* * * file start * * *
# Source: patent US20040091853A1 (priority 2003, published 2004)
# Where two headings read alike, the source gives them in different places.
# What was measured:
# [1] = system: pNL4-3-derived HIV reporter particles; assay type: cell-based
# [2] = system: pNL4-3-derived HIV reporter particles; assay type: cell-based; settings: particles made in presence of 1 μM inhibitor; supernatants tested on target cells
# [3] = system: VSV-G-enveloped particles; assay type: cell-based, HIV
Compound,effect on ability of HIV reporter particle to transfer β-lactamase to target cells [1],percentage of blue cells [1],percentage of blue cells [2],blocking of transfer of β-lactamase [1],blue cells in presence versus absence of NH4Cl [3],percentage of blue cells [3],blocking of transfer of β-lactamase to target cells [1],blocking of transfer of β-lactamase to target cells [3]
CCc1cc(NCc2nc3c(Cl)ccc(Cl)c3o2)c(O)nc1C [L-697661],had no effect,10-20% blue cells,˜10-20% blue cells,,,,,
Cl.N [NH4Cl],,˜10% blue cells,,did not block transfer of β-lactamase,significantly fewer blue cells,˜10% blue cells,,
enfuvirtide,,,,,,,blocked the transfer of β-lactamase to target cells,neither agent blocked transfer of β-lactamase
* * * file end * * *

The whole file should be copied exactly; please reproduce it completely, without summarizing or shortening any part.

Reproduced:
# Source: patent US20040091853A1 (priority 2003, published 2004)
# Where two headings read alike, the source gives them in different places.
# What was measured:
# [1] = system: pNL4-3-derived HIV reporter particles; assay type: cell-based
# [2] = system: pNL4-3-derived HIV reporter particles; assay type: cell-based; settings: particles made in presence of 1 μM inhibitor; supernatants tested on target cells
# [3] = system: VSV-G-enveloped particles; assay type: cell-based, HIV
Compound,effect on ability of HIV reporter particle to transfer β-lactamase to target cells [1],percentage of blue cells [1],percentage of blue cells [2],blocking of transfer of β-lactamase [1],blue cells in presence versus absence of NH4Cl [3],percentage of blue cells [3],blocking of transfer of β-lactamase to target cells [1],blocking of transfer of β-lactamase to target cells [3]
CCc1cc(NCc2nc3c(Cl)ccc(Cl)c3o2)c(O)nc1C [L-697661],had no effect,10-20% blue cells,˜10-20% blue cells,,,,,
Cl.N [NH4Cl],,˜10% blue cells,,did not block transfer of β-lactamase,significantly fewer blue cells,˜10% blue cells,,
enfuvirtide,,,,,,,blocked the transfer of β-lactamase to target cells,neither agent blocked transfer of β-lactamase